Miss Peregrine’s Home For Peculiar Children by Ransom Riggs

I hadn’t heard much about Miss Peregrine’s Home For Peculiar Children by Ransom Riggs until it got adapted into the visual form. When the adaptation happened it became a bit of a buzz, just like how To All The Boys I’ve Loved Before is all over the place right now, and I was interested in watching it but wanted to give a bit of the series a read.

Eventually, I happened to stumble across a copy of the book in a local charity shop and knew that it was my chance to discover the much talked about fantastical world. There weren’t any copies of the other books in the series hanging around on the shelves though so if I want to read more I might have to bite the financial bullet and pray there are copies out there that match my edition.

Front cover of book by Ransom Riggs

The book focuses around Jacob that spent his youth believing his Grandfather’s stories about growing up and this odd island with children that could fly and do all sorts of peculiar things but as Jacob grows he declares he no longer believes his Grandfather and that the photos of these people could easily have been manipulated. But when his Grandfather, who is seemingly losing his memory, calls in a distressed tone and Jacob turns up to see what the problem is he discovers a beast taking his Grandfather’s life.

In her hands she held a flickering light, which wasn’t a lantern or a candle but seemed to be a ball of raw flame, attended by nothing more than her bare skin. I’d seen her picture not five minutes earlier, and in it she looked much the same as she did now, even cradling the same strange light

Words uttered by his Grandfather, his friends denial at seeing any such beast and with the encouragement of his therapist Jacob goes on a journey to Wales with his Father to discover more about this island his Grandfather spoke of and to take a look at the wildlife on display for his Father’s new book venture. Jacob’s discovery of the island and the therapist managing to persuade the parents to let the trip go ahead makes it seem like Jacob’s luck is changing but it is far from that simple.

On managing to reach the island and the house that his Grandfather talked so much about it is just the beginning of a complex story and emotional rollercoaster for Jacob. It sees a shift in time, a change in people and mythical sounding concepts becoming very real and slowly Jacob comes to realise that these peculiar children aren’t so different from him after all. As the realisation hits Jacob realises the choices that he must make and the danger his has placed his new found friends in.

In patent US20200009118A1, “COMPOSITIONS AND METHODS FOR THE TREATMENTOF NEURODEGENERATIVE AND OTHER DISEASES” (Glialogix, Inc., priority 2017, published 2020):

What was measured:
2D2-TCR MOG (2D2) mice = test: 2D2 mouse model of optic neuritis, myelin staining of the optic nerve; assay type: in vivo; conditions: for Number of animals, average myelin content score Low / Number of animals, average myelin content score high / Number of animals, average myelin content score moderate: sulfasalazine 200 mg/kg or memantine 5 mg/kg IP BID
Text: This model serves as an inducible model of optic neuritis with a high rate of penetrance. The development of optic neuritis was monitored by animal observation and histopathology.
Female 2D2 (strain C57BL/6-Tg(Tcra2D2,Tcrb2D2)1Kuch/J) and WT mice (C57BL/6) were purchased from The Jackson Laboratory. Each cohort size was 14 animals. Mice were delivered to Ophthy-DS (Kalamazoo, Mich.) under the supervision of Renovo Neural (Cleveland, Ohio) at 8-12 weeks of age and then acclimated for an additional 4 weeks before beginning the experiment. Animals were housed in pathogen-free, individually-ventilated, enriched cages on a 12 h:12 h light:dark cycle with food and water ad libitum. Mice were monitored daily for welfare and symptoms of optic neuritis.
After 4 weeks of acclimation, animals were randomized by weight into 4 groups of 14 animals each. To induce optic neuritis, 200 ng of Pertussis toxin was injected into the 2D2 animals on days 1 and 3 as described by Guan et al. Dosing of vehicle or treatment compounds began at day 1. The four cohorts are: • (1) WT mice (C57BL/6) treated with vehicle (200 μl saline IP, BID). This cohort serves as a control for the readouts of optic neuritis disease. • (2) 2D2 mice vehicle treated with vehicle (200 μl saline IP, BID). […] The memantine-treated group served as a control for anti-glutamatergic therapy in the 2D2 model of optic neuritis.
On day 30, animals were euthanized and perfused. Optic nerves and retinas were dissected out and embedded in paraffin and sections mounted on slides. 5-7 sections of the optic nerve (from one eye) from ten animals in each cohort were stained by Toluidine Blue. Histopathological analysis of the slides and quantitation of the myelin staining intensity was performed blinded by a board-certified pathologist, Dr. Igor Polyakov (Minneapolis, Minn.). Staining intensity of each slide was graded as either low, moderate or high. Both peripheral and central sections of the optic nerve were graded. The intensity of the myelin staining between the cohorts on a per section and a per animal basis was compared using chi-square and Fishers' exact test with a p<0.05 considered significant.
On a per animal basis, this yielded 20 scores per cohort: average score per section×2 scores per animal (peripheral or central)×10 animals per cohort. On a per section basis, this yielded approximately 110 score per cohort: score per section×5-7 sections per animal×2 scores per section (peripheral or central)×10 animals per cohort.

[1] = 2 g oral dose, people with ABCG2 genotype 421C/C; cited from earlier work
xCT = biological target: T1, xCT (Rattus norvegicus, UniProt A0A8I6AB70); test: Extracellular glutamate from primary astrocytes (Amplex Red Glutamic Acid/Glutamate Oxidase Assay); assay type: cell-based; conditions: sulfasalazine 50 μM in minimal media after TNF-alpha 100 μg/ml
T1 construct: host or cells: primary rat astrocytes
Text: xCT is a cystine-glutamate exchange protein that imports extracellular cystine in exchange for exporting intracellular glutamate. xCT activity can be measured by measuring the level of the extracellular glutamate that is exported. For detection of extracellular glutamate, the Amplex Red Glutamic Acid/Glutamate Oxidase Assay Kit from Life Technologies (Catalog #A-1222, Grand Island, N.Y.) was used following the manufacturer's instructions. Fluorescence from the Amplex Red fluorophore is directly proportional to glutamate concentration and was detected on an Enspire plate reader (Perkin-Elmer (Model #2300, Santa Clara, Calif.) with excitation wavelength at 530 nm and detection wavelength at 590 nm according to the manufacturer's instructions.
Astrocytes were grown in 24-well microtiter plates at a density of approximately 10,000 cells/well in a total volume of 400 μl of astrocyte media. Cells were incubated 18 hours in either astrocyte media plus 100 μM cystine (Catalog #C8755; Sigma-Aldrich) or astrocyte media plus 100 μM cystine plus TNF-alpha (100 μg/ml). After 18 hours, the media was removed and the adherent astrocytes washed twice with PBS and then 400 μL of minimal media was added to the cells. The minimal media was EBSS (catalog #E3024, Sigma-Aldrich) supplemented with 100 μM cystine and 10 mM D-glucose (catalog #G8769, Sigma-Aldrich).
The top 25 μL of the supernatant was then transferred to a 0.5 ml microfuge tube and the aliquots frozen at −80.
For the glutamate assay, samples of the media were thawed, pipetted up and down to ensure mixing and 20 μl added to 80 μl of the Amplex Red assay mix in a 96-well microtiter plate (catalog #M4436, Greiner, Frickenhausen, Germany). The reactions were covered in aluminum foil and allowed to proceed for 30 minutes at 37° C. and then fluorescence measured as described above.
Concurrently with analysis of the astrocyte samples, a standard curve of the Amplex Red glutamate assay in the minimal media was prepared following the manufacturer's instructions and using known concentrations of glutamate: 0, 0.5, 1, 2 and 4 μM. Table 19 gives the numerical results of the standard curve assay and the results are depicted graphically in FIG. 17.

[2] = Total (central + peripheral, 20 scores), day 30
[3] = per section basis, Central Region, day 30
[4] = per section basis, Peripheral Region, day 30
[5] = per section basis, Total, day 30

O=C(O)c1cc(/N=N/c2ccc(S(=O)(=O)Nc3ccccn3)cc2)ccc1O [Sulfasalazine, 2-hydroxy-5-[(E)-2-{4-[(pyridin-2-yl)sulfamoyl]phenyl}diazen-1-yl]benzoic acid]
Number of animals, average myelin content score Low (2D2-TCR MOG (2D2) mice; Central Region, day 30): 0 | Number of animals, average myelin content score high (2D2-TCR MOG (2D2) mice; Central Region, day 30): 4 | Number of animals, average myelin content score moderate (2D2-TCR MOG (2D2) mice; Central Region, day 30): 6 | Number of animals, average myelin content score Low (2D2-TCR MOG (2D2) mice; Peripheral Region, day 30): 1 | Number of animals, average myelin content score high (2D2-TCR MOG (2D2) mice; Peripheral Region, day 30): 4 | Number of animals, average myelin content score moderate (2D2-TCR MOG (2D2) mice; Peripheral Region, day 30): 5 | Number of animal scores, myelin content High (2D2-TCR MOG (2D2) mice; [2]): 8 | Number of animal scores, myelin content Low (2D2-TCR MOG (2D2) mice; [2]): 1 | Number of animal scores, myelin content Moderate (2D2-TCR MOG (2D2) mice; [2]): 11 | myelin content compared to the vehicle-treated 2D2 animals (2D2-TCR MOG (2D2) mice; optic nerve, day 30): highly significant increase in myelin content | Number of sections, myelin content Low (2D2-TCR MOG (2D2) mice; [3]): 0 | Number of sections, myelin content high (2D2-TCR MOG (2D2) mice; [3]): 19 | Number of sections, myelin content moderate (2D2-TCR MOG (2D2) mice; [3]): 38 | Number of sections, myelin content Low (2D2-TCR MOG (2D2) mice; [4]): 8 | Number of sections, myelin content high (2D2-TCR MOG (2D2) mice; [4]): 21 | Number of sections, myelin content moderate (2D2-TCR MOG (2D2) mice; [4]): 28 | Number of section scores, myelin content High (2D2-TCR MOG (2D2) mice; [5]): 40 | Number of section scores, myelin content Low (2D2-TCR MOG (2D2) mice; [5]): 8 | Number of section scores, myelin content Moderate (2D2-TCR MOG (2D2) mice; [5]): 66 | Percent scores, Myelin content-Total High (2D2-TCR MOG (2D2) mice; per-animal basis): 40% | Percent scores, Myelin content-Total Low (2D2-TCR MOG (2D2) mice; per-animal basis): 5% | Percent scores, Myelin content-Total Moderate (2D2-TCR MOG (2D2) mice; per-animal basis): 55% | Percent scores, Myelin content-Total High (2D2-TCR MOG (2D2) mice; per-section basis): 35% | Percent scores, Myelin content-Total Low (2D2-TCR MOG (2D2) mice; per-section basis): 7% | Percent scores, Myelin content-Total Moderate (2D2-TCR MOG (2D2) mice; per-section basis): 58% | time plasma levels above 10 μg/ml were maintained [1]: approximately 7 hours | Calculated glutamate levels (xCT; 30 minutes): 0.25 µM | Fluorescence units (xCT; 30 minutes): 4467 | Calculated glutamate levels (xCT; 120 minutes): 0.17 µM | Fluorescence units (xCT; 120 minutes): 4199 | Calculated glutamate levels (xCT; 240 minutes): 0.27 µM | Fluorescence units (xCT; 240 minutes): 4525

Photos from inside Miss Peregrine's Home For Peculiar Children

It’s an absolutely fascinating story that I ploughed through in a few short reading sessions. The inclusion of vintage photographs that helped to inspire the words of the story makes it seem both more fantastical but also incredibly real. And the writing of the characters and construction of the plot really allows the readers mind to flow, open up and get stuck into the world as if they are walking alongside Jacob every step of the way.

At a deeper level it feels like the plot is about a teenager, not very much liked in his home town or school and generally considered a bit of a recluse, that is desperately trying to find themselves, figure out who they are and have a group of friends that they fit in with. The people Jacob meets sound so peculiar and unusual, like many people would stop and stare at them, but to the right person they are completely normal and the perfect companions.

Not only that but it highlights the great desire, and childishness in us all, to make up a fantasy and unique world in our heads where nobody else is able to get to it or corrupt it. It’s just our own little world with our own people and getting to have the debates and arguments in a more visible form than the usual good/bad figures on our shoulders allow us to.

It is a story about being trapped between youth and adulthood, Jacob trying to find himself and discover that his journey through life must be his own choice and not what others want it to be. And I feel that it is largely this deeper concept that makes this book, along with its fantasy escape, such a popular, enjoyable and relatable read. I will be keeping a close look out for the next books in the series to find out what path Jacob’s life takes next and would highly recommend you picking this instalment up if the fantasy genre is your thing.

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